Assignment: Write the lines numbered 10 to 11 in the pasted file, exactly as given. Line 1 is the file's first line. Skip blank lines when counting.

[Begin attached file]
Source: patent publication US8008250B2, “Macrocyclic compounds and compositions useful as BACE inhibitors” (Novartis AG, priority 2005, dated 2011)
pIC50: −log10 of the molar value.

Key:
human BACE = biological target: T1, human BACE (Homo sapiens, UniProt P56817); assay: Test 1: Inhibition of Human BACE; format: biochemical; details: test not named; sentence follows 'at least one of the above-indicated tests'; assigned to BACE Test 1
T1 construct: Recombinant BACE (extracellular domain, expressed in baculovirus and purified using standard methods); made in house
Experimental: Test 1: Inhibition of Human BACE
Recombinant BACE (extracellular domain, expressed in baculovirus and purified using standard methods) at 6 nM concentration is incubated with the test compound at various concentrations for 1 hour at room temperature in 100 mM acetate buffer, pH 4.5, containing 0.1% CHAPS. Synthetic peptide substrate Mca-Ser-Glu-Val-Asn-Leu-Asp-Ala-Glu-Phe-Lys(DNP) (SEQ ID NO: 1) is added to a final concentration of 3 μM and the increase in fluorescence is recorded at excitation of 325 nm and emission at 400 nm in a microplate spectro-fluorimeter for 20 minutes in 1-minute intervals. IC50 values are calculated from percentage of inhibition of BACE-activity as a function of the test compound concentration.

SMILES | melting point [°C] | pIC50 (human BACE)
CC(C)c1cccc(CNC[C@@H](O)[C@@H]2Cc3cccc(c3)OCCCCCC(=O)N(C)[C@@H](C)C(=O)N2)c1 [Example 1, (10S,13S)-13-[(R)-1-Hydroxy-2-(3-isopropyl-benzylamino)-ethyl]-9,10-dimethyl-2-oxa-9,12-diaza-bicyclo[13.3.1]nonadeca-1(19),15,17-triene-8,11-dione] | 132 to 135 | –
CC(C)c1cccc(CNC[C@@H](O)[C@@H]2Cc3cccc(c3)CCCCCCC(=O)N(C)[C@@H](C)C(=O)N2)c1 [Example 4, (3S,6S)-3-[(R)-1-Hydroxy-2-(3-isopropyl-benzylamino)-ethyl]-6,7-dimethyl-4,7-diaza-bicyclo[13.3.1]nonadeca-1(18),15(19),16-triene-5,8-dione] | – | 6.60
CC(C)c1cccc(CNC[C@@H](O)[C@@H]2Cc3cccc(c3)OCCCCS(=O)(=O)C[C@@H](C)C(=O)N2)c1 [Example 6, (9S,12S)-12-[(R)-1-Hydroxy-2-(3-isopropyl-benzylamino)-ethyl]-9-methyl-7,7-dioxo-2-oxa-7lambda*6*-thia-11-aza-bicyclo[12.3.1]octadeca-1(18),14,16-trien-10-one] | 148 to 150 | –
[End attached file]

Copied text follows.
CC(C)c1cccc(CNC[C@@H](O)[C@@H]2Cc3cccc(c3)CCCCCCC(=O)N(C)[C@@H](C)C(=O)N2)c1 [Example 4, (3S,6S)-3-[(R)-1-Hydroxy-2-(3-isopropyl-benzylamino)-ethyl]-6,7-dimethyl-4,7-diaza-bicyclo[13.3.1]nonadeca-1(18),15(19),16-triene-5,8-dione] | – | 6.60
CC(C)c1cccc(CNC[C@@H](O)[C@@H]2Cc3cccc(c3)OCCCCS(=O)(=O)C[C@@H](C)C(=O)N2)c1 [Example 6, (9S,12S)-12-[(R)-1-Hydroxy-2-(3-isopropyl-benzylamino)-ethyl]-9-methyl-7,7-dioxo-2-oxa-7lambda*6*-thia-11-aza-bicyclo[12.3.1]octadeca-1(18),14,16-trien-10-one] | 148 to 150 | –